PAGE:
The Hong Kong Futures Exchange was established in December 1976 as the Hong Kong Commodities Exchange, changing its name in 1985. The exchange initially traded Hang Seng Index futures using open outcry, with clearing and settlement from the wholly-owned HKFR Clearing Corporation. Options were added in 1993, with automated trading launched in November 1995. The trading floor was closed in 1999.[9]

The Hong Kong Securities Clearing Company Limited was incorporated in 1989 and started operations in 1992. The HKEx listing was underwritten by HSBC, Merrill Lynch and Morgan Stanley.

The Growth Enterprise Market launched in 1999.

In September of 2004, China Securities Depository and Clearing Corporation (SD&C) and Hong Kong Securities Clearing Company (HKSCC) announced they had signed a memorandum of understanding (MOU) on information and personnel exchange. Goals of the MOU included facilitating the exploration of substantive joint projects, improving the two parties' clearing systems, developing secure and highly efficient clearing structures and managing clearing risks.

Acquisition of London Metal Exchange

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On July 25, 2012, London Metal Exchange shareholders approved a $2.2 billion takeover offer from Hong Kong Exchanges & Clearing Ltd. The vote was more than 99 percent in favor of the deal, according to an LME spokesman. HKEx's proposal won out over offers from its rivals CME Group, Intercontinental Exchange and NYSE Euronext. Sixty-seven stockholders controlling 12.86 million shares voted on the transaction, with 64 owners holding 12.82 million shares backing the bid. In a separate tally at an extraordinary general meeting, 12.75 million shares, or 99.24 percent, were voted for the sale and 98,000 against. [10]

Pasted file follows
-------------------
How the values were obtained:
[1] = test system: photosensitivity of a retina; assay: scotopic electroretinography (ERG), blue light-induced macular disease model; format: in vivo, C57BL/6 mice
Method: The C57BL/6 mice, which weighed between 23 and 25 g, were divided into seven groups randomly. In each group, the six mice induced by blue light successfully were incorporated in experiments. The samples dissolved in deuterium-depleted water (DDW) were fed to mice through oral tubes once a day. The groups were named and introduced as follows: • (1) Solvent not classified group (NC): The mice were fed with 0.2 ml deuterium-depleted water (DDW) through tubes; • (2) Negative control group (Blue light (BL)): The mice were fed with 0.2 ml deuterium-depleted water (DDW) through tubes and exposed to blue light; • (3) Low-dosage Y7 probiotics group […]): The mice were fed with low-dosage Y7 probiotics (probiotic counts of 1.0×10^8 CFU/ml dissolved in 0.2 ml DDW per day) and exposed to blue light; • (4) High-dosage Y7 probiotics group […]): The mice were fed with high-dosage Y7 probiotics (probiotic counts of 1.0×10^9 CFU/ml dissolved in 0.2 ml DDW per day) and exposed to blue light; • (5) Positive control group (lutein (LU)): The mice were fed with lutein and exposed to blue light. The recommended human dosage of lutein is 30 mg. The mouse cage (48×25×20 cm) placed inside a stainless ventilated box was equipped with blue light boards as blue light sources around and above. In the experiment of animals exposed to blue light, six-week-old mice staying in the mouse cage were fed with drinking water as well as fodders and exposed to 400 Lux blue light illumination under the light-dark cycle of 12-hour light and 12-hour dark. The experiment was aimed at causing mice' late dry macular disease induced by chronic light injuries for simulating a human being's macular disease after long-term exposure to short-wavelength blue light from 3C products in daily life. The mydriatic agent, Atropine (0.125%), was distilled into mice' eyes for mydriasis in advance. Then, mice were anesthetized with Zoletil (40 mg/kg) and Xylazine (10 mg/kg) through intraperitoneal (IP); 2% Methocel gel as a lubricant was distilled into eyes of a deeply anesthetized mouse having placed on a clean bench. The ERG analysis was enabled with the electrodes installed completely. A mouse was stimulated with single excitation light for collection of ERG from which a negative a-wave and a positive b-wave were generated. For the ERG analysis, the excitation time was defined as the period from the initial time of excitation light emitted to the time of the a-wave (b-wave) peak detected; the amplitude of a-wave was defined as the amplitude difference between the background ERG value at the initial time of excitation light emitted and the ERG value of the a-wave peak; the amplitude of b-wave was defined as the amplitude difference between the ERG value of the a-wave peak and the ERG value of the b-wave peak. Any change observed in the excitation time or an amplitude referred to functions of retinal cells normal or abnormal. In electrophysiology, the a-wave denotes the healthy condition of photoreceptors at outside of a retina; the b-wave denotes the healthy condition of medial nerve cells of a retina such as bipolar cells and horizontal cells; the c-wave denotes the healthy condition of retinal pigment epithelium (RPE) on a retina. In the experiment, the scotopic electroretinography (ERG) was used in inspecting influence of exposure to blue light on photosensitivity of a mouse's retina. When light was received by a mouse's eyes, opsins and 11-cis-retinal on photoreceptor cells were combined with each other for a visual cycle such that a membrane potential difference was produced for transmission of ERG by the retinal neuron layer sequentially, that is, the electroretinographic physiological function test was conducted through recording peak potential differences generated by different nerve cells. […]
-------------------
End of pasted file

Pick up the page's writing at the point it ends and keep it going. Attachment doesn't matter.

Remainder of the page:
LME will continue to be based in London and to be regulated by the FSA. According to HKEx, the deal will help grow the number of clients in China and will help disperse LME data across Asia. In addition, HKEx said it would "keep the LME’s existing warehousing network, help the bourse develop its own clearing house and freeze trading fees until at least the start of 2015." [11]

Contract Volume

Year Total Annual Volume Percent Change World Ranking
2012 119,802,638 (-) 14.7% 23
2011 140,493,472 (+) 21.1% 24
2010 116,054,377 (+) 17.8% 20
2009 98,538,258 -- --

Key People

Products

The HKFE started with Hang Seng Index futures, adding options on the futures in 1993. The stock exchange launched equity options in September 1995.

As of Jan. 9, 2008, the futures exchange listed futures and options on the following equity indexes: FTSE/Xinhua China 25; Hang Seng China H-Financials; Hang Seng Index; H-Shares; and the Mini-Hang Seng. It also listed 43 single-stock futures and 47 stock options, as well as Hibor futures and three-year exchange fund note futures.

Hang Seng Index futures are the largest single product, with 17.2 million traded in 2007, while stock options volumes climbed to 47 million.